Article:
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If there’s a ranking of underutilized, unappreciated produce parts, cauliflower leaves are surely in the top five.
I won’t subject you to my ruminations on what would fill the other four slots (today, anyway), but I will say that if you think broccoli stems belong in that list, we need to have a talk.
Abstractly, we probably all realize that cauliflower leaves are perfectly edible—they can be used just like any of your other favorite dark leafy greens. But we often pull off the leaves and discard them without another thought. It's likely because, unless you're growing your own, there aren’t all that many leaves to work with: probably not enough to create a side dish of their own, which means it might not seem worth it to save a few leaves for the future.
Gingerroot’s Roasted Cauliflower Short Grain Brown Rice Risotto with Lemon, Walnut and Mascarpone deftly solves this problem, incorporating the leaves right into the same dish that the cauliflower goes into.
The finished dish is creamy and comforting (as rice should be), yet sophisticated, too, with its blend of nutty and lemony flavors. It comes together faster than you might think, considering that it's risotto and you're using brown rice, though you may find you need a bit more time cooking than the recipe calls for.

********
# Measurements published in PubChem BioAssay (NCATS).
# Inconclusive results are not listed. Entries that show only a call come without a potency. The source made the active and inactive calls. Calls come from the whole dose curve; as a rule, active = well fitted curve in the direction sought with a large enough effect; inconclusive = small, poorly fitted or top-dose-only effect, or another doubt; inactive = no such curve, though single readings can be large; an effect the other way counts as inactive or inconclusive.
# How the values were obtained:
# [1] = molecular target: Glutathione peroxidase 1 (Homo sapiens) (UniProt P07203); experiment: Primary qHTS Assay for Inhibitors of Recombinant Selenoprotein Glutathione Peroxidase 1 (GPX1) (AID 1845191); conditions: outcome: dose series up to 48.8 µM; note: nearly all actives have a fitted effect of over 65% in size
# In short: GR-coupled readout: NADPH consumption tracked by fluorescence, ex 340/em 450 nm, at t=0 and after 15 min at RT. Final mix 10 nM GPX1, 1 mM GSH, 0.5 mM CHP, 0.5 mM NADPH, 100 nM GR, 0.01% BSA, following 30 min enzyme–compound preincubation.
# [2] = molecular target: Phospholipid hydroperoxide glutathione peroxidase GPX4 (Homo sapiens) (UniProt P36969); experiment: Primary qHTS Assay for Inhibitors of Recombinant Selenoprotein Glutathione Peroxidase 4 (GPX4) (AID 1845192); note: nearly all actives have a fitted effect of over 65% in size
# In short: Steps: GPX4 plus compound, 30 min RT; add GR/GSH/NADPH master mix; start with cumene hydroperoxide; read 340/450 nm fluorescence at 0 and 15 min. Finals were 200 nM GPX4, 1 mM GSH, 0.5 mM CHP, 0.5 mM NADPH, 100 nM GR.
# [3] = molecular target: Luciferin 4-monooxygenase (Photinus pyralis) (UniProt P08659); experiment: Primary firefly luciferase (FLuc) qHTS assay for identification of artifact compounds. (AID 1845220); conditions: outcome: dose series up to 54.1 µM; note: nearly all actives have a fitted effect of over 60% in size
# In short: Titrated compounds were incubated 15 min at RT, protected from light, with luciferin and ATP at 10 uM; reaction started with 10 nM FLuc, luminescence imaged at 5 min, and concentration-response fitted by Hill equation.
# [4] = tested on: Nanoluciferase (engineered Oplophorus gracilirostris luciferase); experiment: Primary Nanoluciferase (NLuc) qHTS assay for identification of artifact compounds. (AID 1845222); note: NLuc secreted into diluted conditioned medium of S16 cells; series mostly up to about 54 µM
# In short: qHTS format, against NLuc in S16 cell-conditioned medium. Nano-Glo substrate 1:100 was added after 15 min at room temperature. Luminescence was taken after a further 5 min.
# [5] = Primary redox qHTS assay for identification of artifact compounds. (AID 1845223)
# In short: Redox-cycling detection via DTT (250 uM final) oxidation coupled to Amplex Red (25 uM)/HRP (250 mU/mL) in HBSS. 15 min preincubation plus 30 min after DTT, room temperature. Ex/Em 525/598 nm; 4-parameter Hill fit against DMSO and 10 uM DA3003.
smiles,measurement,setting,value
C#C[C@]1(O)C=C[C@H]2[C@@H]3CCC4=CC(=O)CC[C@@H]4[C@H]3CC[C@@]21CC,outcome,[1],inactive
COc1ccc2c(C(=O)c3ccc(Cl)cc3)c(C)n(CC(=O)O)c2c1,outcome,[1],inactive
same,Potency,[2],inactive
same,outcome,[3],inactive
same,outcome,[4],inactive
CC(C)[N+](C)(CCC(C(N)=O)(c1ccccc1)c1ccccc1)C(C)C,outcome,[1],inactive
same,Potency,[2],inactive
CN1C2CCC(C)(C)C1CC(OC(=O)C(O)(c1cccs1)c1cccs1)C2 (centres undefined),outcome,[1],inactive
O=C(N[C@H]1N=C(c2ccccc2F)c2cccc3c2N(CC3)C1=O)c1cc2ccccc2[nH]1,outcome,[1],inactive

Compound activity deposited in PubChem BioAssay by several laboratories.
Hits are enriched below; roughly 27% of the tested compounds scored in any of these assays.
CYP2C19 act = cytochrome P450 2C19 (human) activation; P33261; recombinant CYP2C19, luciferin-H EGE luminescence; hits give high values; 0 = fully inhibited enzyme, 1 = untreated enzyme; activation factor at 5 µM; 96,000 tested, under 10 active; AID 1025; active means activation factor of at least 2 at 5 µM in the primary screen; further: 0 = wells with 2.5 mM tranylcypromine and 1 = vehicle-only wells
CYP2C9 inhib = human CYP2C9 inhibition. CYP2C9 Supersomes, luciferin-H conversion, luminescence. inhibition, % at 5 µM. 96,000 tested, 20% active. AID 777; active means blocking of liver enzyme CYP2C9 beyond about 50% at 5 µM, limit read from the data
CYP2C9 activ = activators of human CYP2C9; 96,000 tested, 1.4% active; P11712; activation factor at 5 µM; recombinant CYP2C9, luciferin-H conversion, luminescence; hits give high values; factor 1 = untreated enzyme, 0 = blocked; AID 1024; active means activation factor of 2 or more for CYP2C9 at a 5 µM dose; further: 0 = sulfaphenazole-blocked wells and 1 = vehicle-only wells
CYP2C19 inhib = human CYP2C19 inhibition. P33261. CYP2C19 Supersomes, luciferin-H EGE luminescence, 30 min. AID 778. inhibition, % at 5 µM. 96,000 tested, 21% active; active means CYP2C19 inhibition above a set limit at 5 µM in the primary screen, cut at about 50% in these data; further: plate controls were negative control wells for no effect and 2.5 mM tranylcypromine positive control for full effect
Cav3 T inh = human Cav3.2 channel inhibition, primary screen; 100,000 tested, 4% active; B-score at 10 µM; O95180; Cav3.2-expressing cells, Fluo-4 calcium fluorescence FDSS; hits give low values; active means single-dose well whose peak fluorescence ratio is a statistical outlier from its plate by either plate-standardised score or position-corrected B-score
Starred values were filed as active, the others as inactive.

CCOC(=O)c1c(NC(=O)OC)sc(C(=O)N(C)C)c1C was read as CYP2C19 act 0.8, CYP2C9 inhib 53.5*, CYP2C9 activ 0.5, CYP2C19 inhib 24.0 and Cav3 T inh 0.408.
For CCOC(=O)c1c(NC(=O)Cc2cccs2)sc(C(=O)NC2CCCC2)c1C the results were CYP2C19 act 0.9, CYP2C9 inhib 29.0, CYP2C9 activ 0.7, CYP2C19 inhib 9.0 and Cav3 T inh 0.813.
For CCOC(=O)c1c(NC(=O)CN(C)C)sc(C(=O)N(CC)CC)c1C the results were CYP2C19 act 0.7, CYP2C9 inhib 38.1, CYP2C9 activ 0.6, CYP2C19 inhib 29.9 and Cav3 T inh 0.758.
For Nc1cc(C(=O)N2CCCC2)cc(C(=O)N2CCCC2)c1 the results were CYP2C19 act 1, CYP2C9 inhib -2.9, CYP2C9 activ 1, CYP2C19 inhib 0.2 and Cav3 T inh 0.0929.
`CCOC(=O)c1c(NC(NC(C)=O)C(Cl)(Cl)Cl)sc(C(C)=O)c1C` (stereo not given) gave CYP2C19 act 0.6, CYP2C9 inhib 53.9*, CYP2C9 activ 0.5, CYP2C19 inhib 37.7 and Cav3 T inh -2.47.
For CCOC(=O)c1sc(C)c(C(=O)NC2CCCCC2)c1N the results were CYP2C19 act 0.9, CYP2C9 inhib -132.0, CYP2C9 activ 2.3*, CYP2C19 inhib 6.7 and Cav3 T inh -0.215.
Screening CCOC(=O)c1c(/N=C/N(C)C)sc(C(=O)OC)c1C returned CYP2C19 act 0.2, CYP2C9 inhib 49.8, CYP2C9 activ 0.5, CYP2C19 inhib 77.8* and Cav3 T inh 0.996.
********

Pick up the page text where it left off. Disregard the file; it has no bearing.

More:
- 3 cups cauliflower florets (save any green leaves! see below)
- Extra-virgin olive oil
- Sea salt
- 2 garlic clove, finely chopped, divided
- 3 1/2 cups chicken stock
- 4 cups water
- 1 Meyer lemon
- 2 tablespoons unsalted butter
- 1/3 cup finely chopped sweet onion
- 1/2 cup finely chopped cauliflower leaves (thick, fibrous stalks discarded)
- 1 1/2 cups short-grain brown rice
- 1/3 cup vermouth
- 2 generous tablespoons mascarpone
- 1 tablespoon finely chopped Italian parsley
- Freshly ground black pepper
- Freshly grated Parmigiano-Reggiano
- Walnut oil, for drizzling
- 1/4 cup walnuts, lightly toasted in a 350° F oven for 5 to 7 minutes, finely chopped
Know of a great recipe in the Food52 archives that uses an overlooked kitchen scrap (anything from commonly discarded produce parts to stale bread to bones and more)? Tell me about it in the comments: I want to know how you're turning what would otherwise be trash into a dish to treasure!